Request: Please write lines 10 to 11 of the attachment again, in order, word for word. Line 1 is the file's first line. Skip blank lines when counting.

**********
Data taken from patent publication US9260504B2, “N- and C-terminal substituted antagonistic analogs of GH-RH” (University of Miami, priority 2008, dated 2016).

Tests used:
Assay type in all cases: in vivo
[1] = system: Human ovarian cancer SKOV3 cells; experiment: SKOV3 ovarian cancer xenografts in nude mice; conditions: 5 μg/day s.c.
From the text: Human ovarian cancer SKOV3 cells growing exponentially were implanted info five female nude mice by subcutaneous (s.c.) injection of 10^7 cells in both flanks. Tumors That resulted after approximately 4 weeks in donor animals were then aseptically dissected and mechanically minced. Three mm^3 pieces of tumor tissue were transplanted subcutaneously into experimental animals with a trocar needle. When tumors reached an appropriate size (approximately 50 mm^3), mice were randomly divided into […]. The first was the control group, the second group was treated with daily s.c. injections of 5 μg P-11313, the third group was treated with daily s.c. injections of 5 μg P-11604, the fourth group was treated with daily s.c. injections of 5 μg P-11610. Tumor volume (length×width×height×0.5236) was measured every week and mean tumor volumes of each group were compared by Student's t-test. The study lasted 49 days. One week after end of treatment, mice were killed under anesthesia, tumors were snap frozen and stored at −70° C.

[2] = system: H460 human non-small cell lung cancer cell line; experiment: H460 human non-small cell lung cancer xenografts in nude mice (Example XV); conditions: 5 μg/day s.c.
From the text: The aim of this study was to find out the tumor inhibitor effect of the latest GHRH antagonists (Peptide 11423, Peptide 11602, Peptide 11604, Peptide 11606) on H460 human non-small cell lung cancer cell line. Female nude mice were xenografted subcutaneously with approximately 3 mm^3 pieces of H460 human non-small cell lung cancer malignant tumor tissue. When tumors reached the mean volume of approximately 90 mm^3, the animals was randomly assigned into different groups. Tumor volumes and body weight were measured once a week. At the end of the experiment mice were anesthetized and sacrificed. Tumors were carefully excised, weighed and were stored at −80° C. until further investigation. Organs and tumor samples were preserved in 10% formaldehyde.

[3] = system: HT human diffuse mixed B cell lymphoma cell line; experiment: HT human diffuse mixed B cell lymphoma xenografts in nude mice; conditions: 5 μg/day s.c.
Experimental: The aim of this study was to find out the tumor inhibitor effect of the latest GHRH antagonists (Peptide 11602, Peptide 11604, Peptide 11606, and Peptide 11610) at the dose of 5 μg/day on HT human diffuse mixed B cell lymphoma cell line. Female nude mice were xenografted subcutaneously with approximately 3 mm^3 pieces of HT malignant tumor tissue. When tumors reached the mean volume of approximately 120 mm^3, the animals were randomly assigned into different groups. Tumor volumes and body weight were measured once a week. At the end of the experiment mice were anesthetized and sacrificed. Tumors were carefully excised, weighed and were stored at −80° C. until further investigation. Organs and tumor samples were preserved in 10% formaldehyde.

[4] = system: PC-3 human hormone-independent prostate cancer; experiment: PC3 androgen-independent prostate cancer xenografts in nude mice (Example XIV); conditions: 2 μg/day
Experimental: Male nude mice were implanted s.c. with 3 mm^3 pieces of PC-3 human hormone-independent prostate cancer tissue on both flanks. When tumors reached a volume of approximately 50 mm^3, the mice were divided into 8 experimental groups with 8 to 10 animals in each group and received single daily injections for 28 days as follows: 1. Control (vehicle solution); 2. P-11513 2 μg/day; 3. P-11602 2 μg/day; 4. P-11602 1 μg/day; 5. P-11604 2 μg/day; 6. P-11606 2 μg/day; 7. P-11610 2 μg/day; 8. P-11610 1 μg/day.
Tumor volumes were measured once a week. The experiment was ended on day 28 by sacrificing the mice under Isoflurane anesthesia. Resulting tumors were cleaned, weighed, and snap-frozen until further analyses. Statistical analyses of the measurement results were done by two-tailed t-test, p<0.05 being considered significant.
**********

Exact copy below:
[4] = system: PC-3 human hormone-independent prostate cancer; experiment: PC3 androgen-independent prostate cancer xenografts in nude mice (Example XIV); conditions: 2 μg/day
Experimental: Male nude mice were implanted s.c. with 3 mm^3 pieces of PC-3 human hormone-independent prostate cancer tissue on both flanks. When tumors reached a volume of approximately 50 mm^3, the mice were divided into 8 experimental groups with 8 to 10 animals in each group and received single daily injections for 28 days as follows: 1. Control (vehicle solution); 2. P-11513 2 μg/day; 3. P-11602 2 μg/day; 4. P-11602 1 μg/day; 5. P-11604 2 μg/day; 6. P-11606 2 μg/day; 7. P-11610 2 μg/day; 8. P-11610 1 μg/day.